5.6 Ezra 9-10

Brandon Kainulainen


Ezra 9-10

Ezra remorses and weeps as he finds out how the Israelites have sinned against God by marrying wives from foreign countries. He prays and laments to God about how He has shown mercy even as the Israelites have committed such great sins against him. He also poses the question to God that if he does not harshly punish his people will they then continue to break his commands. 

In chapter 10, we then see a congregation of people come around Ezra as he is weeping. They realize that they have sinned and vow to make it right before God. The chapter ends by listing out all the men who got rid of their foreign wives to repent of their sin.

A key verse in these chapters is Ezra 10:11. 

“Now honor the LORD, the God of your ancestors, and do his will. Separate yourselves from the peoples around you and from your foreign wives.”

This verse is the one that stuck out to me because it reminds me to live as a changed person. We should live as a people that have been chosen by God and strive to separate ourselves from the world. I think this is something we can all strive to do more of, especially in this time of a lot of hopelessness and loss. We as Christians can rise up to share the hope we have through Jesus and not fall into the sin of the world. We can continue to encourage and help out others and not fall into the temptations of the world.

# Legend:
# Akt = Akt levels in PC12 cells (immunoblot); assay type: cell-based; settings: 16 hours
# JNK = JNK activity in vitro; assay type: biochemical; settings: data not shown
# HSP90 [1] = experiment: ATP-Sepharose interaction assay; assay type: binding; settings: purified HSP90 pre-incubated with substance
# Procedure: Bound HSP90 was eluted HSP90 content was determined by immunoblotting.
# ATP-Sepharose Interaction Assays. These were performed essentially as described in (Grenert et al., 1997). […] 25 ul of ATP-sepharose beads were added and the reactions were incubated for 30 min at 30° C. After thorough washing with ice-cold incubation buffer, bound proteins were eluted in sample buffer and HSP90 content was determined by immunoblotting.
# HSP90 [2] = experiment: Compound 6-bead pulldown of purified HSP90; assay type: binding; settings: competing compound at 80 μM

As Ezra finishes his prayer to God in chapter 9, he mentions that not one us can stand in your presence (v. 15). Even though Ezra is speaking many, many years ago this is still relevant to us today. Not a single one of us can stand in the presence of God without Jesus. We need Jesus to even have any chance of being with God. This is such a great blessing we have over the people of this time period. 

One Reply to “5.6 Ezra 9-10”

  1. When I was reading this today, my first reaction was one of sadness and confusion. God made laws that show how much He values marriage and families. Why then would he separate these families, causing wives to be separated from their husbands, and children from their fathers? Surely there must have been some other way? Reading this out of context, it would seem that God is cruel and uncaring. Yet, God had told His people repeatedly not to intermarry with the foreign people. He gave them every opportunity to obey, and still the people didn’t listen. I think that it hurt God’s heart to see the pain of these families, but it was a necessary part of the people’s repentance. God did not cause the pain – the pain was a natural consequence of the sin. Today’s reading reminds me both of how serious God is about sin, and the devastating consequences sin can have.


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